It goes without saying that if posts you’ve made on your various social media accounts help prosecutors build a case against you, they’re going to want to use them. You can bet that law enforcement has done everything in its power to review your social media accounts, looking for that evidence.
You’d be surprised what they’ve used, too. We’ve seen items of clothing incriminate people in major crimes before. Social media has been used in everything from DWI cases to murder investigations.
This is usually all too easy as many people don’t keep their information particularly private to begin with. We recommend most people check their privacy settings and ensure most of their posts aren’t available to the general public.
We always advise clients to stay off social media when involved in a criminal case. Nevertheless, simply staying off social media does not guarantee that it won’t be a factor in your case.
Can law enforcement get social media companies to turn over private information?
Social media companies are often quite willing to share information with prosecutors in a criminal case. They usually aren’t so friendly to the defense.
Nevertheless, law enforcement must meet certain criteria in order to get private information. They must generally show there is sufficient likelihood that there will be relevant information to find.
If they’re looking at public information, they may seek proof of ownership to prove the account is yours and not someone else’s, a move they will make in order to prevent defense lawyers like us from using that particular defense.
They must also follow the law when accessing your account. They can’t assume your identity, create a fake account, or hack into your accounts to gain the information. If they do, they may themselves be breaking the law, and as your defense attorneys we can certainly use such behavior to have any relevant evidence suppressed.
Should I delete all my social media posts?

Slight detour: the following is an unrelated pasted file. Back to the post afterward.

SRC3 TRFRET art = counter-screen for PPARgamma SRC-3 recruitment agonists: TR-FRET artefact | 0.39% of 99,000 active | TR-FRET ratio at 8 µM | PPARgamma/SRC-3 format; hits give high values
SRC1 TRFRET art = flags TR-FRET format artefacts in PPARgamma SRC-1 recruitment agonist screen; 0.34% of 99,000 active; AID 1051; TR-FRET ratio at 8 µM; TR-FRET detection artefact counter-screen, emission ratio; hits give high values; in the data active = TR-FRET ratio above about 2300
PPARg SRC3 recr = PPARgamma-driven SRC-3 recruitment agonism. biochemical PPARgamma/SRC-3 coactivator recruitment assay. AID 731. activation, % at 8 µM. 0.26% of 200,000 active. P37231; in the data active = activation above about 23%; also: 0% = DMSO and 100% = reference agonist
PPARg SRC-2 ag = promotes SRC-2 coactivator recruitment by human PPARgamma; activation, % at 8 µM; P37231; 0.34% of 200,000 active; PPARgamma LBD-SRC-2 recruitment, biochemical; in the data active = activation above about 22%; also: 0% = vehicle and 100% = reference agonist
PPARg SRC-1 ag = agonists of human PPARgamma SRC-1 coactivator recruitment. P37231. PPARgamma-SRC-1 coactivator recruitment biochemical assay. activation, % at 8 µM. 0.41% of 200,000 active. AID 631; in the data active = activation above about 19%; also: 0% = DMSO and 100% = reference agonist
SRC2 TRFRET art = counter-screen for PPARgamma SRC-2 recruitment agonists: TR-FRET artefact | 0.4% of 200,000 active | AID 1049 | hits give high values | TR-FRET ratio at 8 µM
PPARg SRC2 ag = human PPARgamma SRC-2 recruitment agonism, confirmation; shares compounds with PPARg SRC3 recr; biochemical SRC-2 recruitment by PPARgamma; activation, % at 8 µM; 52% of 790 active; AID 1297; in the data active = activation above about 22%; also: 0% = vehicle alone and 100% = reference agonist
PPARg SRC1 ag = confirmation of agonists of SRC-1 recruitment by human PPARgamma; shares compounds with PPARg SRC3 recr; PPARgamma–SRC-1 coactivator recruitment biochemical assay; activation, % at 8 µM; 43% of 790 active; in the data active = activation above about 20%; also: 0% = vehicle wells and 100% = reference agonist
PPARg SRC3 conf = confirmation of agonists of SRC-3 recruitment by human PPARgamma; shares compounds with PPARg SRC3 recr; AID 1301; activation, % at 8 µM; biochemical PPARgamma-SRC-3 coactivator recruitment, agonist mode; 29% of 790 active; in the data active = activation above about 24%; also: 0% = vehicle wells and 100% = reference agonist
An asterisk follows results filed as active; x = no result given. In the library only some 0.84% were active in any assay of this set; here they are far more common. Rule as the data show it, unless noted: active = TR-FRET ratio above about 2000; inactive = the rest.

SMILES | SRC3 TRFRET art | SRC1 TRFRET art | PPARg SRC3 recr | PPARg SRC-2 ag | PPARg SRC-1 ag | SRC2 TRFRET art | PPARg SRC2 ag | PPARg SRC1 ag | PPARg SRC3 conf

No. What’s already out there is out there.
If you try to delete content you may be accused of tampering with the evidence, which can lead to additional criminal charges. You can be charged with tampering with the evidence even if you are acquitted for the original crime.
In fact, law enforcement may present social media companies with preservation requests to “snapshot” certain content at certain times specifically to make sure they can get your information before you delete it. They have to obtain a warrant to do so, of course, but once you’ve been charged this generally won’t be very hard.
Do social media posts ever help the defense?
Of course. We’ve found exculpatory evidence in all sorts of cases.
In fact, we recommend sharing your social accounts with us so we can search for any evidence which might help.
For example, if the prosecution is complaining you are at Location A at Time A and we can show you were at Location B at that same time simply by pulling up a time and date stamped photo, then we have a great alibi for you.
You should also tell us if you are “friends” with any of the witnesses, as their own social media accounts could provide interesting information as well.
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